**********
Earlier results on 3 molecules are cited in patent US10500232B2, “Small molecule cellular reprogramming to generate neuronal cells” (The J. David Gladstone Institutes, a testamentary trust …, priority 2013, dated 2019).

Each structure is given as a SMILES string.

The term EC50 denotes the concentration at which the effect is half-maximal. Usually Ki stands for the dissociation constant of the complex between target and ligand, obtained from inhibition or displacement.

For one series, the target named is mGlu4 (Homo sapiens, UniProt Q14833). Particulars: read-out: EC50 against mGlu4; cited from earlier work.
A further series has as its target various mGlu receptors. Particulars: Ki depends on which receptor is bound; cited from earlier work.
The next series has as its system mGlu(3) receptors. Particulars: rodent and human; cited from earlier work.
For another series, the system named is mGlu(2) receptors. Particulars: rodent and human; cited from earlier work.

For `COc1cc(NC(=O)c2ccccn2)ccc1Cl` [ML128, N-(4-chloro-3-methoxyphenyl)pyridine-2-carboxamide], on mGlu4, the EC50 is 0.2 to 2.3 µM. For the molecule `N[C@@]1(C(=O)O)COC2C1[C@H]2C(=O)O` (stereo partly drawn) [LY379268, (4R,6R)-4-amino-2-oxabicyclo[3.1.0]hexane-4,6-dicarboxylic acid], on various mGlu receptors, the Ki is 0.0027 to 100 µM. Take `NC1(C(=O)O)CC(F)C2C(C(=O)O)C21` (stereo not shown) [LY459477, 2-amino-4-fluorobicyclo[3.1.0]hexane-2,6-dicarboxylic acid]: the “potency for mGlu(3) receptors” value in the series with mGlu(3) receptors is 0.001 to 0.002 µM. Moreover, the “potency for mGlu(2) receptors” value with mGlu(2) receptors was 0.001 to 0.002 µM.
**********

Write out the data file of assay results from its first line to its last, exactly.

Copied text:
Earlier results on 3 molecules are cited in patent US10500232B2, “Small molecule cellular reprogramming to generate neuronal cells” (The J. David Gladstone Institutes, a testamentary trust …, priority 2013, dated 2019).

Each structure is given as a SMILES string.

The term EC50 denotes the concentration at which the effect is half-maximal. Usually Ki stands for the dissociation constant of the complex between target and ligand, obtained from inhibition or displacement.

For one series, the target named is mGlu4 (Homo sapiens, UniProt Q14833). Particulars: read-out: EC50 against mGlu4; cited from earlier work.
A further series has as its target various mGlu receptors. Particulars: Ki depends on which receptor is bound; cited from earlier work.
The next series has as its system mGlu(3) receptors. Particulars: rodent and human; cited from earlier work.
For another series, the system named is mGlu(2) receptors. Particulars: rodent and human; cited from earlier work.

For `COc1cc(NC(=O)c2ccccn2)ccc1Cl` [ML128, N-(4-chloro-3-methoxyphenyl)pyridine-2-carboxamide], on mGlu4, the EC50 is 0.2 to 2.3 µM. For the molecule `N[C@@]1(C(=O)O)COC2C1[C@H]2C(=O)O` (stereo partly drawn) [LY379268, (4R,6R)-4-amino-2-oxabicyclo[3.1.0]hexane-4,6-dicarboxylic acid], on various mGlu receptors, the Ki is 0.0027 to 100 µM. Take `NC1(C(=O)O)CC(F)C2C(C(=O)O)C21` (stereo not shown) [LY459477, 2-amino-4-fluorobicyclo[3.1.0]hexane-2,6-dicarboxylic acid]: the “potency for mGlu(3) receptors” value in the series with mGlu(3) receptors is 0.001 to 0.002 µM. Moreover, the “potency for mGlu(2) receptors” value with mGlu(2) receptors was 0.001 to 0.002 µM.